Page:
Pursuing three different placements through Seton Hall Law’s Externship Program organically led me to re-discover my passion for healthcare. As an undergrad at Oberlin College, I majored in Biology planning to pursue a career in healthcare and life sciences. But after college, my career path shifted to government and public policy, moving away from the healthcare space for nine years. Then as I took steps to become a second-career law student, I chose Seton Hall Law in large due part to its top-ranked health law program. Little did I know that I would find fulfilling experiences in health law through Seton Hall Law School’s externship program.
Prior to law school, I heard rumors about how competitive law school would be – like classmates ripping pages out of books to make sure you do not get ahead of them. As a first generation law student, these rumors terrified me. While law school is competitive, the community at Seton Hall Law School is nowhere near the rumors I heard.
Attorneys and law students across the country will be joining the National Pro Bono Celebration from October 25-31, 2020. The ABA Standing Committee on Pro Bono and Public Service launched this important initiative because of the increasing need for vital pro bono services to help low-income individuals and non-profit groups.
As a law student, you can be involved in many activities and take a variety of classes. Here’s why volunteer legal work should be part of your law school experience:
The Waiting is the Hardest Part
After all the hard work that goes into completing and submitting a law school application, it can be disappointing to find out that you have been waitlisted at one of your top choice schools. Being waitlisted can be particularly troubling for people used to being proactive, so we often get questions about the process moving forward. Here are some things to keep in mind:
Before the COVID-19 pandemic, law school admissions staff heads would head out on the road every fall to attend numerous law school fairs, graduate school fairs and LSAC Forums around the country. This year, the events are virtual. Whether in person or through the wonders of technology, these events are so important for interested students because it is the best exposure you, as a candidate, can get to a large number of schools from around the country. You can begin to build relationships with people at your top schools – regardless of where you are in the process. Coming to these events prepared and asking the right questions will make you a more informed consumer.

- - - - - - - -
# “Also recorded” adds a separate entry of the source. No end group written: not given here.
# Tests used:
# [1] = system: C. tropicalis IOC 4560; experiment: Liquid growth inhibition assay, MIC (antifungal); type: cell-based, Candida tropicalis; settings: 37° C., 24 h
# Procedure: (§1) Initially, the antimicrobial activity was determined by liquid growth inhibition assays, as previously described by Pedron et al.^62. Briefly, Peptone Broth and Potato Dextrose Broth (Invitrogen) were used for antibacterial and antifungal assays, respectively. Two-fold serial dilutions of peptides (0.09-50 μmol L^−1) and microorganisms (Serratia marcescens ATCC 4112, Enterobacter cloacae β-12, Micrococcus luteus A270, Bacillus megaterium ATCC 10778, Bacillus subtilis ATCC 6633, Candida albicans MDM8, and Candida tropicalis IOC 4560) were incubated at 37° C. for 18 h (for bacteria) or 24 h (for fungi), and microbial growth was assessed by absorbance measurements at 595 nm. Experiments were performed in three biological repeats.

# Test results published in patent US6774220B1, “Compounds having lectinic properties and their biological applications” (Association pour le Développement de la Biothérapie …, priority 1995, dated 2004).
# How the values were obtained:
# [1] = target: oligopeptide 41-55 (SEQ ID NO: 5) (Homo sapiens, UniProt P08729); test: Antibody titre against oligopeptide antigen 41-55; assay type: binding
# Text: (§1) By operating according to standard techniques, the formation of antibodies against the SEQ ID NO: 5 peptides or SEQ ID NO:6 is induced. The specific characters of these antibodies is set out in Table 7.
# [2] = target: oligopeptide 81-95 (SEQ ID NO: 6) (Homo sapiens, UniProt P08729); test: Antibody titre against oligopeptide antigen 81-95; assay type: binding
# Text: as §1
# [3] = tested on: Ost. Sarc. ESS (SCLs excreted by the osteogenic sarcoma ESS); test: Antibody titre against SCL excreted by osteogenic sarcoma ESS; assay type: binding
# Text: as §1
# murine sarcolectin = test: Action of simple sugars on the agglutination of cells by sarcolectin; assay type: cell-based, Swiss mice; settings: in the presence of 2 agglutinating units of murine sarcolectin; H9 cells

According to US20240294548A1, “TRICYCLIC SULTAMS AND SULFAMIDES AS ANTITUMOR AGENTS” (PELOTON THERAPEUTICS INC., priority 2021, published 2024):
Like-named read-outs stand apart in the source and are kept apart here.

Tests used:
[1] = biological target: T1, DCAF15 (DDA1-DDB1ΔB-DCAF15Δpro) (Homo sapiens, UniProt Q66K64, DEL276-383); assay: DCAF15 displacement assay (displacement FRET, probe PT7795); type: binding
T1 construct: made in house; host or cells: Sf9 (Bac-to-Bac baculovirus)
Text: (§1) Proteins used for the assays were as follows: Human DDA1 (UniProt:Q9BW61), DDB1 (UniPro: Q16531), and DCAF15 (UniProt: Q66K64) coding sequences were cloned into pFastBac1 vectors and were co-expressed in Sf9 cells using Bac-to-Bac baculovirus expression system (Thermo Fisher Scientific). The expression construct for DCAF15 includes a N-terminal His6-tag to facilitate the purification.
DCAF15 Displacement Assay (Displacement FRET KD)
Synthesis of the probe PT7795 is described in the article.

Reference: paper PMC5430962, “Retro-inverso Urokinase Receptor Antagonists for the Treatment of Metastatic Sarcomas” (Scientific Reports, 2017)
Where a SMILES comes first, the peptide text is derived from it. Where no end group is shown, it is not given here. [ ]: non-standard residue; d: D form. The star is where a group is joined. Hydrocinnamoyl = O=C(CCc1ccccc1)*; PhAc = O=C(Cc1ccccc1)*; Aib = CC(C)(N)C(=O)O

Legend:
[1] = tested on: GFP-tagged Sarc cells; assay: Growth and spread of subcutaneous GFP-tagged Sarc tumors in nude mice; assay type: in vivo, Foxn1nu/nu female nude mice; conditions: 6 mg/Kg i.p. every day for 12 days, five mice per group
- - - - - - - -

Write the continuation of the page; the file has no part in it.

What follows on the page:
Not sure what to talk about once you get there? Use this opportunity to ask for specific information about the schools at the top of your list. Here are some questions to keep in mind when attending a law school fair or LSAC forum:
One of the most frequent questions I get is how Seton Hall Law handles law school applications with multiple LSAT or GRE scores, whether someone should include an addendum explaining an increase or decrease in score, and whether they should retest. Let’s tackle that last question first…
This seems to be an age-old question! In order to answer it, I will try to help you determine what has and hasn’t changed with regards to law school admissions and standardized testing requirements without taking you too far into the weeds of law school accreditation. There has been quite a bit of discussion and media reports of law schools seeking alternatives to the use of the LSAT. What is happening?
Admissions Counselors are often asked if there is an optimal time to submit your law school application. The answer to that question depends upon the law school admissions deadlines of the school(s) for which you plan to apply. So here are a few things to consider as you begin your application process and map out all the deadline dates.
Now that you have submitted your law school applications you may be wondering – what happens next? Although procedures may be slightly different between law schools – there are certainly some common practices. Read on for a brief overview of what happens to your application once it leaves your hands.
During my second semester of law school, I attended the New York City Bar Association portrait unveiling of Sonia Sotomayor, Associate Justice of the United States Supreme Court. As I rode the PATH train into the city, I thought about the slim chance of meeting one of my personal heroes. I thought about what I would ask her, if given the opportunity.